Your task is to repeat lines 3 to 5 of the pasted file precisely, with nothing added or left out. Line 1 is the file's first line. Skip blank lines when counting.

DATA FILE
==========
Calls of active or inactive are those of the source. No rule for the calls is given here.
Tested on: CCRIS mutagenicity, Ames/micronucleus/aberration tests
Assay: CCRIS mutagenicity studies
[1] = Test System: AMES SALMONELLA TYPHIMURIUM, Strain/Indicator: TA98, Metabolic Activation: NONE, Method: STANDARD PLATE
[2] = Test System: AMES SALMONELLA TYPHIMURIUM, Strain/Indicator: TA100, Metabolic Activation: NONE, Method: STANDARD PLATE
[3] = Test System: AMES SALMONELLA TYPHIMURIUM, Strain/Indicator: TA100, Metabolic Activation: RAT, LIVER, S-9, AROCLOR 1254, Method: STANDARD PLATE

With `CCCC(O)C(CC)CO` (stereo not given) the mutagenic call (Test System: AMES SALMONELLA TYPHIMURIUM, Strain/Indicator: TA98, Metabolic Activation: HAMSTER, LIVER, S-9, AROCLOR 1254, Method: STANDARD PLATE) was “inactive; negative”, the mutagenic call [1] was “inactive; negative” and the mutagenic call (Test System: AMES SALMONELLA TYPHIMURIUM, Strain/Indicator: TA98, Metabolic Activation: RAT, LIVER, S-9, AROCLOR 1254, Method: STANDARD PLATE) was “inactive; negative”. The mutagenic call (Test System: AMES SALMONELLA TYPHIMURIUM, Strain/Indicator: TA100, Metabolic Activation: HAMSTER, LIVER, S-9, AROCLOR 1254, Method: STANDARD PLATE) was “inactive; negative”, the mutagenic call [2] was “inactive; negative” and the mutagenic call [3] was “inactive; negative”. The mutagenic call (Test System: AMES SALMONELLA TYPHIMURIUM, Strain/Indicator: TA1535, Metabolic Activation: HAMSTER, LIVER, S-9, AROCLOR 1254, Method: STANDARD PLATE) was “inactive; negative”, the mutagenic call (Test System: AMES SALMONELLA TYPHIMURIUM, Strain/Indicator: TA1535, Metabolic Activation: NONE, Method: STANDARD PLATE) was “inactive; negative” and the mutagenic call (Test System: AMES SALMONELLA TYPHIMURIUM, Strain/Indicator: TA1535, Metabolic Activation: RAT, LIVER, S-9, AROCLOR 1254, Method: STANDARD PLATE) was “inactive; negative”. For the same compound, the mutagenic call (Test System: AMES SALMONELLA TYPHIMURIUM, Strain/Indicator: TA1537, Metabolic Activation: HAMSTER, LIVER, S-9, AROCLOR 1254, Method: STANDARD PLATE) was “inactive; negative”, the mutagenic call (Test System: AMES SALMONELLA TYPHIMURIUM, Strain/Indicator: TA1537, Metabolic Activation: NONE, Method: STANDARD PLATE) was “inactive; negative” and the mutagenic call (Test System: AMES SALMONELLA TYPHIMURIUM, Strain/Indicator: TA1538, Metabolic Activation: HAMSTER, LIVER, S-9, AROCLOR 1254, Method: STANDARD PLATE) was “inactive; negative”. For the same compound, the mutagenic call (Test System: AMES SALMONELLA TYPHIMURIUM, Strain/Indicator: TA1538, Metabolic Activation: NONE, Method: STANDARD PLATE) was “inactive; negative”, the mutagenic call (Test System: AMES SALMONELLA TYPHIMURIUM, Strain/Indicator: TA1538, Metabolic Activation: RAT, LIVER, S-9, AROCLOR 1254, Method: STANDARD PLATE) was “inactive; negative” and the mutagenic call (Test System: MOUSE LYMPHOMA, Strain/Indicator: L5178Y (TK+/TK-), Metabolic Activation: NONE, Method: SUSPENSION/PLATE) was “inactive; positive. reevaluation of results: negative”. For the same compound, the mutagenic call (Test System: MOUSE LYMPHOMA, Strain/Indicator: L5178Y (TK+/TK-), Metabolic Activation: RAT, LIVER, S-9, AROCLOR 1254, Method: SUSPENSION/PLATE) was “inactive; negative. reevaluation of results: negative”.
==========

Assay: CCRIS mutagenicity studies
[1] = Test System: AMES SALMONELLA TYPHIMURIUM, Strain/Indicator: TA98, Metabolic Activation: NONE, Method: STANDARD PLATE
[2] = Test System: AMES SALMONELLA TYPHIMURIUM, Strain/Indicator: TA100, Metabolic Activation: NONE, Method: STANDARD PLATE